Book review: And the Wind Sees All


By Gudmundur Andri Thorsson
Translated from the Icelandic by Andrew Cauthery and Bjorg Arnadottir
Published by Peirene Press

Synopsis: In this story we hear the voices of an Icelandic fishing village. On a summer’s day a young woman in a polka-dot dress cycles down the main street. Her name is Kata and she is the village choir conductor. As she passes, we glimpse the members of the village: a priest with a gambling habit, an old brother and sister who have not talked for years, and a sea captain who has lost his son. But perhaps the most interesting story of all belongs to the young woman on the bicycle. Why is she reticent to talk about her past?

How did this book end up in my hands? The publisher kindly sent me a copy of the book to review. I was only too happy to accept the offer of ‘relaxing Nordic hygge in a book’!

Was it a page-turner? With less than 200 pages, this book can definitely be read in one sitting – unless you’re like me and you like to savour a good translation at a calmer pace.

Having read the synopsis, did the book meet my expectations? I didn’t really know what to expect before I started reading. In my head, I had imagined something similar to a previous title published by Peirene Press - Portrait of the Mother As a Young Woman - where the whole book was one sentence. This wasn’t the case. It was more like meeting old friends, which I would call a success.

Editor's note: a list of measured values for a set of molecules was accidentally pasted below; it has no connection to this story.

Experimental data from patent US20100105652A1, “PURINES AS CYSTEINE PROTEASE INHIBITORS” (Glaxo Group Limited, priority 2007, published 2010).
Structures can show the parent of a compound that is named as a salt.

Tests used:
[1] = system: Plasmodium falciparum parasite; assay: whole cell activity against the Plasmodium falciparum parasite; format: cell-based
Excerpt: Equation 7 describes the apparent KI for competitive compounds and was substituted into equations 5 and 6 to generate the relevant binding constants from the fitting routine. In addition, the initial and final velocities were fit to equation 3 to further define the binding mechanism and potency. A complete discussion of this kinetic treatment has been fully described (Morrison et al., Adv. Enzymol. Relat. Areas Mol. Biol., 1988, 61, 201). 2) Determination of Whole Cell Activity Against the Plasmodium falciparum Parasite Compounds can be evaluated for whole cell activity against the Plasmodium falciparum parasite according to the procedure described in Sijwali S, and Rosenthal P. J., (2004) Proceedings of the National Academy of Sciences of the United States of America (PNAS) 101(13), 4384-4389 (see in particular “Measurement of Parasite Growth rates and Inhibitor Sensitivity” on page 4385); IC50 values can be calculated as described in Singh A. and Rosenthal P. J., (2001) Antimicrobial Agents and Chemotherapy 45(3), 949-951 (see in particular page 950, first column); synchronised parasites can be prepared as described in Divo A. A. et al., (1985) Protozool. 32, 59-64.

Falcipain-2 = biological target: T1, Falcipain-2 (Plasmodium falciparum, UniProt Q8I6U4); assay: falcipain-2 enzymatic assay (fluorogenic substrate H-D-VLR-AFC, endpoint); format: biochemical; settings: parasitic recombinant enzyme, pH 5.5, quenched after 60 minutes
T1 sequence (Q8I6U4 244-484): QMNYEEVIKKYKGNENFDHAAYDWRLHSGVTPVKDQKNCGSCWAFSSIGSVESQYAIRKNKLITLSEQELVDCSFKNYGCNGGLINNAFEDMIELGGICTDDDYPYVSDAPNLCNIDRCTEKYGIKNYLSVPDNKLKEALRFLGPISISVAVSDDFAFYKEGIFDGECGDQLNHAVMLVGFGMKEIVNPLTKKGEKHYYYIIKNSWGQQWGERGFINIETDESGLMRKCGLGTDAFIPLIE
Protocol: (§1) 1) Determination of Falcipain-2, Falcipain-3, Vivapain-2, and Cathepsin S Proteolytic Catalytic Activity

Did I like the ending? [no spoilers] The end of the book is also the beginning of the book and vice versa. They are like the wheels of the bike that one of the inhabitants of the village of Valeyri rides throughout the pages. Where do they begin? Where do they end?

Three words to describe it. Evocative. Fascinating. Dreamy.

Do I like the cover? Yes, I do. In addition to being a good match to the other titles in Peirene’s Home in Exile series, it includes some of the key elements of the book.

Have I read any other books by the same author? No, this is his first book to be translated into English.

Will I be recommending this book? If ‘Nordic hygge’ makes you think of something ‘fluffy’, then this book is probably not for you. However, if you like short stories linked by a common thread, idyllic descriptions of nature and a language that is so evocative that you can feel the warmth of the sun on your skin and hear the music that comes out of people’s homes, then this is most definitely for you. I would also recommend it as an introduction to Icelandic life and culture.

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